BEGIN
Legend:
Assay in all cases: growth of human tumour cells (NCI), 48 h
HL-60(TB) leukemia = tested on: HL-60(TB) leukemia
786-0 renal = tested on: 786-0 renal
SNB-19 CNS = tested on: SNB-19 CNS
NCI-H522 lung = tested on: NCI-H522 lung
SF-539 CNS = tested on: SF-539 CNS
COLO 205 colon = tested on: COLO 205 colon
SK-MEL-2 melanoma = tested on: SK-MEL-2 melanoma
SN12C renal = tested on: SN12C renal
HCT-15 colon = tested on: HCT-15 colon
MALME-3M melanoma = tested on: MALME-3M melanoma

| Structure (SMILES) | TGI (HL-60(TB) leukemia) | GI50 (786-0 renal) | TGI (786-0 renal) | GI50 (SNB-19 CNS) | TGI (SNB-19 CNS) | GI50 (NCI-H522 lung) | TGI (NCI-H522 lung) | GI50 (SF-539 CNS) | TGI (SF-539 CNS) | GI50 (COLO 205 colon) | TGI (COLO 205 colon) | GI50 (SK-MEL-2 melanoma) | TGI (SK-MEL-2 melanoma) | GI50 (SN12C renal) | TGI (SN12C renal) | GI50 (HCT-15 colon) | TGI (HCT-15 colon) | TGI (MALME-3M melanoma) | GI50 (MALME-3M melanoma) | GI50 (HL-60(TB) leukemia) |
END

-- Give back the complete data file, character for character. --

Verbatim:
Legend:
Assay in all cases: growth of human tumour cells (NCI), 48 h
HL-60(TB) leukemia = tested on: HL-60(TB) leukemia
786-0 renal = tested on: 786-0 renal
SNB-19 CNS = tested on: SNB-19 CNS
NCI-H522 lung = tested on: NCI-H522 lung
SF-539 CNS = tested on: SF-539 CNS
COLO 205 colon = tested on: COLO 205 colon
SK-MEL-2 melanoma = tested on: SK-MEL-2 melanoma
SN12C renal = tested on: SN12C renal
HCT-15 colon = tested on: HCT-15 colon
MALME-3M melanoma = tested on: MALME-3M melanoma

| Structure (SMILES) | TGI (HL-60(TB) leukemia) | GI50 (786-0 renal) | TGI (786-0 renal) | GI50 (SNB-19 CNS) | TGI (SNB-19 CNS) | GI50 (NCI-H522 lung) | TGI (NCI-H522 lung) | GI50 (SF-539 CNS) | TGI (SF-539 CNS) | GI50 (COLO 205 colon) | TGI (COLO 205 colon) | GI50 (SK-MEL-2 melanoma) | TGI (SK-MEL-2 melanoma) | GI50 (SN12C renal) | TGI (SN12C renal) | GI50 (HCT-15 colon) | TGI (HCT-15 colon) | TGI (MALME-3M melanoma) | GI50 (MALME-3M melanoma) | GI50 (HL-60(TB) leukemia) |